Under Embargo

Ever heard of the Forex Factory? How about World Leaders News? Or Tweet Meme? Philippine Times? Quedit? The News List? Odd Bird Collective?

These are just a few of the media outlets that considered it worthwhile reporting on comments from Julia Gillard that she was concerned that Australia has a dose of the economic clap (or Dutch Disease in the common parlance). Not one major Australian news site carried the story (at the time of writing).

A few other outlets that you may have of heard of also ran strong headlines. BusinessWeek, Forbes and Bloomberg:

Prime Minister Julia Gillard highlighted risks posed by the nation’s ties to a global commodity boom, with a patchwork economy emerging from export gains accompanied by subdued domestic spending.

“I’m very conscious that a strong Australian dollar has benefits and it has burdens,” Gillard said in an interview yesterday in Canberra, citing stresses posed by currency gains for the manufacturing and tourism industries.

Gillard’s comments reflect a challenge faced by policy makers from Brazil to China, where strengthening exchange rates risk undermining exports unconnected to the climb in global commodity prices. While emerging markets have taken steps to stem currency gains, such as through limits on capital inflows, Australia has refrained from such measures and Gillard said she favors letting the market set the so-called Aussie.

“The domestic economy is probably weaker than expected and that reflects the fine balancing act for policy makers,” said Tom Vosa, director of economic research at National Australia Bank Ltd. in London. “There is a risk of a Dutch disease effect,” he added, referring to the Netherlands’s experience of a surge in growth in its energy industries that drove up the currency and hurt manufacturing.

… Australia’s economic growth accelerated to a quarterly pace of 0.7 percent in the final three months of last year, a government report showed two days ago. The nation is benefitting from its strongest terms of trade, a measure of income from exports, since the early 1950s, according to the central bank.

Outside of mining, the economy is doing less well. Australia’s services industry contracted in February, a survey showed yesterday. The performance of services index was 48.7 from 45.5 in January, Commonwealth Bank of Australia and the Australian Industry Group said in Sydney. A figure below 50 indicates contraction.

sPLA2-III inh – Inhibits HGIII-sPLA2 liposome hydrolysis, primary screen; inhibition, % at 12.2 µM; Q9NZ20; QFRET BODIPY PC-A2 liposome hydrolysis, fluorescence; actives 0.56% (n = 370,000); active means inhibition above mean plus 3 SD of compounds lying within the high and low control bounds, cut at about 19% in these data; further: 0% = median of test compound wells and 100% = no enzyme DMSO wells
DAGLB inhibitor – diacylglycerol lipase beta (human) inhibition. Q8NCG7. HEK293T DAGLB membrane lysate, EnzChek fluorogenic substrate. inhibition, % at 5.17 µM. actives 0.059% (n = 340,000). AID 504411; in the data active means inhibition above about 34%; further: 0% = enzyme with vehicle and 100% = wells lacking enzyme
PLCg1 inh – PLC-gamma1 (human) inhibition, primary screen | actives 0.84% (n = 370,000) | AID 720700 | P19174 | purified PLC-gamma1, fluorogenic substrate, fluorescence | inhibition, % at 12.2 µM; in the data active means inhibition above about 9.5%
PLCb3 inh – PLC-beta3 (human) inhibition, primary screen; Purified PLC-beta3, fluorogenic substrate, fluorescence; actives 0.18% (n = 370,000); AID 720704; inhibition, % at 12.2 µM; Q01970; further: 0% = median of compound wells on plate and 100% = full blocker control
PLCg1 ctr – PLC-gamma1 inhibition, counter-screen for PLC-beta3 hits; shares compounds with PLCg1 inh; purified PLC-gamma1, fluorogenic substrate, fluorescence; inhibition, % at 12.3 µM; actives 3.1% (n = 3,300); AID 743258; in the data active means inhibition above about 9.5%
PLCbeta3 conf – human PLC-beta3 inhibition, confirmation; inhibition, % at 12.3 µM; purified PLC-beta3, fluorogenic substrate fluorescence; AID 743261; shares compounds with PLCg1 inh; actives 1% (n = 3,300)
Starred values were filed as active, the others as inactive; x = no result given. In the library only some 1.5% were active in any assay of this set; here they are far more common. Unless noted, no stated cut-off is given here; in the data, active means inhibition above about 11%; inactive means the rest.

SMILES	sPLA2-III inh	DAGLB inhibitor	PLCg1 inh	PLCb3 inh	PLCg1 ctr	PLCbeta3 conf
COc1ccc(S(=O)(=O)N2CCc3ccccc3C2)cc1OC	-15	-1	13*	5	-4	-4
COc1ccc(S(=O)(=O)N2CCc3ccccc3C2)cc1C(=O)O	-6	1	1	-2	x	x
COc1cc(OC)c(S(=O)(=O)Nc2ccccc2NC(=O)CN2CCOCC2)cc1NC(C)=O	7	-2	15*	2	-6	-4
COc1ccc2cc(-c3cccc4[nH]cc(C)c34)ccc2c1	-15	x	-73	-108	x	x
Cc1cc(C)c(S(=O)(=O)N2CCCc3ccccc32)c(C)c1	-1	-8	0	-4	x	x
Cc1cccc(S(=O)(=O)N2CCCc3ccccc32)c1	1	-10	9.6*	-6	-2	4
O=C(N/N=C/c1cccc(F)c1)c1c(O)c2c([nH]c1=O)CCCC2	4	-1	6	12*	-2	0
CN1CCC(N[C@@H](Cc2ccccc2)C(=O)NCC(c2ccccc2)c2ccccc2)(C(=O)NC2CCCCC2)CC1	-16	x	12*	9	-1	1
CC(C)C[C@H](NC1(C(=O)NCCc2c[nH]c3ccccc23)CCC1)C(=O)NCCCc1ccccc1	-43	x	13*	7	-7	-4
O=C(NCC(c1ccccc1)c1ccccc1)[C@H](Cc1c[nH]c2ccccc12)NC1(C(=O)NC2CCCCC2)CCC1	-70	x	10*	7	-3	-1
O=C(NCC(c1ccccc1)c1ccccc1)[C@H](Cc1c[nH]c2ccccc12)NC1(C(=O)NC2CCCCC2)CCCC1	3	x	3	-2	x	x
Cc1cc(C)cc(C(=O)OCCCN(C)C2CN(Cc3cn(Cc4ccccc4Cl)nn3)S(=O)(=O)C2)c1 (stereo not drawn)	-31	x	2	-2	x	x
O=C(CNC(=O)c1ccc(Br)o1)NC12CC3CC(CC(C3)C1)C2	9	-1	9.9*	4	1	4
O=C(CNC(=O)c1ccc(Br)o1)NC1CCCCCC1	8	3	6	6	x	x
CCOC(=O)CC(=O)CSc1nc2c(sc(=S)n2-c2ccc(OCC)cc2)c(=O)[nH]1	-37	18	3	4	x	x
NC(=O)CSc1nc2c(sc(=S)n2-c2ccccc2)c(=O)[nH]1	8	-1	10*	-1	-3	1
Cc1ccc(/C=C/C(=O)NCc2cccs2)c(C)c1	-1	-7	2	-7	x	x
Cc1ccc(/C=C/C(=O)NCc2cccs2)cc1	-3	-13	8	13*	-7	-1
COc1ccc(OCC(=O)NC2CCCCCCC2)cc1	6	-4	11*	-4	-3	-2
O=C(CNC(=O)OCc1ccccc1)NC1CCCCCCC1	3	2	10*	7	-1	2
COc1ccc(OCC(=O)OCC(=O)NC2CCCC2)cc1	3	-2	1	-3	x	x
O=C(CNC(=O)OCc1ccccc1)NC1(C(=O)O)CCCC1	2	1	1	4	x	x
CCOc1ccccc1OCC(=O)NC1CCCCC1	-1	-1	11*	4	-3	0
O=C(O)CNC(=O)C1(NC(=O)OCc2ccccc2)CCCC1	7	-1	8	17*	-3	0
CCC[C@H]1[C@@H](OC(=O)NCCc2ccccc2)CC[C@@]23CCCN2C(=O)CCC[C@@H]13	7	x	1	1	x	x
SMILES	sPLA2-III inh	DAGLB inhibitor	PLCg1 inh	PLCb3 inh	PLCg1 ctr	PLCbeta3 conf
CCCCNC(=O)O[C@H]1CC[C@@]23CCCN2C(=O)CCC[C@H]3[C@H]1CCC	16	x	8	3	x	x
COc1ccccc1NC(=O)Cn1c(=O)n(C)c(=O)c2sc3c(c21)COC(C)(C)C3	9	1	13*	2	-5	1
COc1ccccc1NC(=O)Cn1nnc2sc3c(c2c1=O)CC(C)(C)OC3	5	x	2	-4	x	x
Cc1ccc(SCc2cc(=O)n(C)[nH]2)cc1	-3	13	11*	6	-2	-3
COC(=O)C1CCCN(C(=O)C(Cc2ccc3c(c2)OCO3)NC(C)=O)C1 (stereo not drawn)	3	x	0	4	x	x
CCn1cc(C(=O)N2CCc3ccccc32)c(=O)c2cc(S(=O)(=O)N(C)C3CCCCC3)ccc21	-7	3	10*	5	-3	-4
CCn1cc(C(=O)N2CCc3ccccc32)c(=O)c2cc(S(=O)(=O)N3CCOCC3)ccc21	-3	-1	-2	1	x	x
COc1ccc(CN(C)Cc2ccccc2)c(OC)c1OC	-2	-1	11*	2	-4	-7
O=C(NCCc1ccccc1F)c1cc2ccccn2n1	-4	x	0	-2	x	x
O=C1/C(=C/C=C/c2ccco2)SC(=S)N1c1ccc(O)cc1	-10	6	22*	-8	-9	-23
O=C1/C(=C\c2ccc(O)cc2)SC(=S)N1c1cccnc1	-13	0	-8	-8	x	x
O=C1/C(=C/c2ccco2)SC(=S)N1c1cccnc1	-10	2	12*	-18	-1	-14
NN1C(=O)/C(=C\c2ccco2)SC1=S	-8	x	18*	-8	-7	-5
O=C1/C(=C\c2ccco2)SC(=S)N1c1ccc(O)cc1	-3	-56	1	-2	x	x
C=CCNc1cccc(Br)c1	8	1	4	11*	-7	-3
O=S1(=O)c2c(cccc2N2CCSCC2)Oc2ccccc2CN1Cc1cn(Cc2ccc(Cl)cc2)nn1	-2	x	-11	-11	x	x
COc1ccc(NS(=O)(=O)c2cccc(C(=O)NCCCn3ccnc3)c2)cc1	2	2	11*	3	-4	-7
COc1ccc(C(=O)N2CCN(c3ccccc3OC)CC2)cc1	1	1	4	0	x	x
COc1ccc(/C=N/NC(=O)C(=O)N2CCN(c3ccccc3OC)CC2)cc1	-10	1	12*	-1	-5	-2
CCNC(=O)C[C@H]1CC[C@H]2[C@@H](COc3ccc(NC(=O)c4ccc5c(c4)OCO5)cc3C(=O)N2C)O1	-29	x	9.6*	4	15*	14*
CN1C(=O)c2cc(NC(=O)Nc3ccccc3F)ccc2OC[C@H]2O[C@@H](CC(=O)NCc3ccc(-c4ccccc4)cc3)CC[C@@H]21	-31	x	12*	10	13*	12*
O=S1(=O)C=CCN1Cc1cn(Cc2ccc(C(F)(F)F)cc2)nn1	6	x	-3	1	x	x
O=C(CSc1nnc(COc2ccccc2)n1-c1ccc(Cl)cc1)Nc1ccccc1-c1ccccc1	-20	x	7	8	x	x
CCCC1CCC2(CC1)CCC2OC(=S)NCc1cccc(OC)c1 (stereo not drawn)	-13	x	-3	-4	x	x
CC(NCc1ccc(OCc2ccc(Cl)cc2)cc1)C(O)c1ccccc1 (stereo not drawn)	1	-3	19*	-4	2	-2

Yes indeedy, as reported here yesterday.

This blogger doubts that the PM raised this important issue voluntarily. I can’t find the original interview so can’t confirm it.  But she has no incentive to do so, given it was Gillard herself that signed away $100 billion on the RSPT compromise that severly set back any hope of addressing Dutch Disease effectively.

But at least the PM has an excuse. Given this opportunity to debate the issue, why is the entire Australian media is ignoring it?

Comments

  1. Was it on Al Jazeera?
    If we all ignore it we can keep pretending it doesn’t exist.

    • Saw her interviewed on Bloomberg very recently (Thursday or Friday), I just flicked past it because it is usually not worth a listen.

  2. Rubbish. There is no dutch disease. Just turn to page 7 of the national accounts and look at State Final Demand figures.

    Sure, WA had a high growth rate in 2010 (3.6%) but ACT’s was higher (5.3%), Victoria was not that far behind (3.5%) and none of the other states or territories did worse than 2%.

    • BTW, those figures are taken from the trend series. The seasonally adjusted series don’t help proponents of the ‘dutch disease’ either.

  3. Hi Sidelined,

    Perhaps you are Ross Gittins in drag?

    Who ever said Dutch Disease need follow neat state boundaries?

    You’ve set up a straw man, ascribed to me, then attacked me for it.

    Pooooooor argument.

  4. Ross Gittins in drag? You’ll have to explain that one for me, I don’t get it.

    Anyway, my post was not an attack on you, it was an attack on the idea that Australia is currently gripped by ‘Dutch Disease.’ Re-read what I said.

    But let me knock down some more strawmen. Again, looking at the National Accounts, this time ‘gross valued added by industry.’ In the year to Dec 2010 manufacturing increased by 1.7%, construction 8.3%, retail 1.2%, accommodation and food services 1.9%, transport 1.3%, and so on. What did mining do? It fell 0.3%!

    Here’s another stawman, in the year to Nov 2010 (the latest available data) total employment by industry grew by 403,000 persons. Of that, 32,000 was in mining. Sure that was a 19% increase for THAT industry, but 92% of aggregate employment growth occurred in the non-mining sector of the economy.

    Put another, total employment grew 3.7% in the year, but if you take out mining it grew 3.4%. Sure its lower, but hardly cause for alarm, don’t you think?

  5. Fair enough. Gittins! got me angry this morning so sorry if I came across a bit grumpy.

    I know the economy is going fine across a variety of industries. It’s not the problem. Dutch Disease is usually seen in the rear-vision mirror, when the commodities fall and you no longer have the export mix to support the same levels of spending – that’s when the broader economy hurts.

    If you see the resources boom as permanent then you don’t have Dutch Disease.

  6. If you don’t want Gittins to get you angry, don’t read his articles! I stopped reading him years ago, though to be fair, he does sometimes write decent stuff.

    Re: Dutch Disease, I take your point. Nobody knows when the mining boom will end, and I agree that it will end. But when the boom ends the dollar will fall and the economy will restructure itself. Sure it will be painful for some, but if market mechanisms are allowed to operate freely, the adjustment period will be short.